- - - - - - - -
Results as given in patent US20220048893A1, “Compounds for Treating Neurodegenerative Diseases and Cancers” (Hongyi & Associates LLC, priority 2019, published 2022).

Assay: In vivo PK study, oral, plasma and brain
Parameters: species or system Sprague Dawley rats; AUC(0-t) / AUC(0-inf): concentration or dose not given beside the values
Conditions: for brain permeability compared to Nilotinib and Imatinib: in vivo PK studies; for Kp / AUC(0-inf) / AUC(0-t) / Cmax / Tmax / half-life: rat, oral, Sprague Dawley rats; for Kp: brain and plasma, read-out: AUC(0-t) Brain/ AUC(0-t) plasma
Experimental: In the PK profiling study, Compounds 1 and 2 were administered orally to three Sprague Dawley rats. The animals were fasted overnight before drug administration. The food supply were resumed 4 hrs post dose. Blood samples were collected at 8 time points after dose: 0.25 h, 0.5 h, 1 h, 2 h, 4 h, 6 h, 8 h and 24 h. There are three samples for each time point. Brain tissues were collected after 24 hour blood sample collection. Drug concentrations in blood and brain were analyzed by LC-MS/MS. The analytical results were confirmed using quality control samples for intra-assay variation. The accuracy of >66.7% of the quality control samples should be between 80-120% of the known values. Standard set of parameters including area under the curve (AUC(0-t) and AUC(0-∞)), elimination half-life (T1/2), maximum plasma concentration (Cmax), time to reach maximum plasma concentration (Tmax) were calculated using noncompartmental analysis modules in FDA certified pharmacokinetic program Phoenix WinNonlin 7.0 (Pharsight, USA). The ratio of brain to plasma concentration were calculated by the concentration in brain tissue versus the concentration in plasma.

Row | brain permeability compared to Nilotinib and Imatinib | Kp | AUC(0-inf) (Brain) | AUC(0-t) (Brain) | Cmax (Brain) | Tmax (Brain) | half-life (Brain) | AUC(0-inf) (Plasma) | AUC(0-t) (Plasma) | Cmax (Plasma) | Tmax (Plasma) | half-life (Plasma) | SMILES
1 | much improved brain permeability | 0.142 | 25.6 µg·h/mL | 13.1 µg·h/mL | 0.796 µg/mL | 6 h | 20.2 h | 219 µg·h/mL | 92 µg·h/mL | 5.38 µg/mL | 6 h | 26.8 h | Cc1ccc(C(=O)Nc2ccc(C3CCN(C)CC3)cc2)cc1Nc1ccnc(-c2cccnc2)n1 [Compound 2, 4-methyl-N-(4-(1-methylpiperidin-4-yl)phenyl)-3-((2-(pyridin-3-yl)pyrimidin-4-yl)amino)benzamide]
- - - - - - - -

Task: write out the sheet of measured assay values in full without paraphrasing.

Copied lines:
Results as given in patent US20220048893A1, “Compounds for Treating Neurodegenerative Diseases and Cancers” (Hongyi & Associates LLC, priority 2019, published 2022).

Assay: In vivo PK study, oral, plasma and brain
Parameters: species or system Sprague Dawley rats; AUC(0-t) / AUC(0-inf): concentration or dose not given beside the values
Conditions: for brain permeability compared to Nilotinib and Imatinib: in vivo PK studies; for Kp / AUC(0-inf) / AUC(0-t) / Cmax / Tmax / half-life: rat, oral, Sprague Dawley rats; for Kp: brain and plasma, read-out: AUC(0-t) Brain/ AUC(0-t) plasma
Experimental: In the PK profiling study, Compounds 1 and 2 were administered orally to three Sprague Dawley rats. The animals were fasted overnight before drug administration. The food supply were resumed 4 hrs post dose. Blood samples were collected at 8 time points after dose: 0.25 h, 0.5 h, 1 h, 2 h, 4 h, 6 h, 8 h and 24 h. There are three samples for each time point. Brain tissues were collected after 24 hour blood sample collection. Drug concentrations in blood and brain were analyzed by LC-MS/MS. The analytical results were confirmed using quality control samples for intra-assay variation. The accuracy of >66.7% of the quality control samples should be between 80-120% of the known values. Standard set of parameters including area under the curve (AUC(0-t) and AUC(0-∞)), elimination half-life (T1/2), maximum plasma concentration (Cmax), time to reach maximum plasma concentration (Tmax) were calculated using noncompartmental analysis modules in FDA certified pharmacokinetic program Phoenix WinNonlin 7.0 (Pharsight, USA). The ratio of brain to plasma concentration were calculated by the concentration in brain tissue versus the concentration in plasma.

Row | brain permeability compared to Nilotinib and Imatinib | Kp | AUC(0-inf) (Brain) | AUC(0-t) (Brain) | Cmax (Brain) | Tmax (Brain) | half-life (Brain) | AUC(0-inf) (Plasma) | AUC(0-t) (Plasma) | Cmax (Plasma) | Tmax (Plasma) | half-life (Plasma) | SMILES
1 | much improved brain permeability | 0.142 | 25.6 µg·h/mL | 13.1 µg·h/mL | 0.796 µg/mL | 6 h | 20.2 h | 219 µg·h/mL | 92 µg·h/mL | 5.38 µg/mL | 6 h | 26.8 h | Cc1ccc(C(=O)Nc2ccc(C3CCN(C)CC3)cc2)cc1Nc1ccnc(-c2cccnc2)n1 [Compound 2, 4-methyl-N-(4-(1-methylpiperidin-4-yl)phenyl)-3-((2-(pyridin-3-yl)pyrimidin-4-yl)amino)benzamide]